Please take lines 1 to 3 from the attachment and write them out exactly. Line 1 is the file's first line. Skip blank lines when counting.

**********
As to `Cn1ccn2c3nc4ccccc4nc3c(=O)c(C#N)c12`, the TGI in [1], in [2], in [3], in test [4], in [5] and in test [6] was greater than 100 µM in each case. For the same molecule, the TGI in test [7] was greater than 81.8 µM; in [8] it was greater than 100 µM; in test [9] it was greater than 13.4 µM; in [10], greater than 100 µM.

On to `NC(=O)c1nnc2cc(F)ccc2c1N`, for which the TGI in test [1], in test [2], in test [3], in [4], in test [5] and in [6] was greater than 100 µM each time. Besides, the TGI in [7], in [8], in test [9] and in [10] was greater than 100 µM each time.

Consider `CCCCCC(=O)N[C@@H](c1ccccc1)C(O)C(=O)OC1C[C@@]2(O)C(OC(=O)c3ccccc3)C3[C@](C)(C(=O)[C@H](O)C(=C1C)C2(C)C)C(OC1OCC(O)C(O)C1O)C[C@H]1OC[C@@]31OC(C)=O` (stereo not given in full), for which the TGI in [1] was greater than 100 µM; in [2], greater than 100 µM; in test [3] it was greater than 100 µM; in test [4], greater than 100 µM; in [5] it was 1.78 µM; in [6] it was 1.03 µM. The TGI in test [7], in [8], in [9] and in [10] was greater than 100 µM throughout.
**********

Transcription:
As to `Cn1ccn2c3nc4ccccc4nc3c(=O)c(C#N)c12`, the TGI in [1], in [2], in [3], in test [4], in [5] and in test [6] was greater than 100 µM in each case. For the same molecule, the TGI in test [7] was greater than 81.8 µM; in [8] it was greater than 100 µM; in test [9] it was greater than 13.4 µM; in [10], greater than 100 µM.

On to `NC(=O)c1nnc2cc(F)ccc2c1N`, for which the TGI in test [1], in test [2], in test [3], in [4], in test [5] and in [6] was greater than 100 µM each time. Besides, the TGI in [7], in [8], in test [9] and in [10] was greater than 100 µM each time.

Consider `CCCCCC(=O)N[C@@H](c1ccccc1)C(O)C(=O)OC1C[C@@]2(O)C(OC(=O)c3ccccc3)C3[C@](C)(C(=O)[C@H](O)C(=C1C)C2(C)C)C(OC1OCC(O)C(O)C1O)C[C@H]1OC[C@@]31OC(C)=O` (stereo not given in full), for which the TGI in [1] was greater than 100 µM; in [2], greater than 100 µM; in test [3] it was greater than 100 µM; in test [4], greater than 100 µM; in [5] it was 1.78 µM; in [6] it was 1.03 µM. The TGI in test [7], in [8], in [9] and in [10] was greater than 100 µM throughout.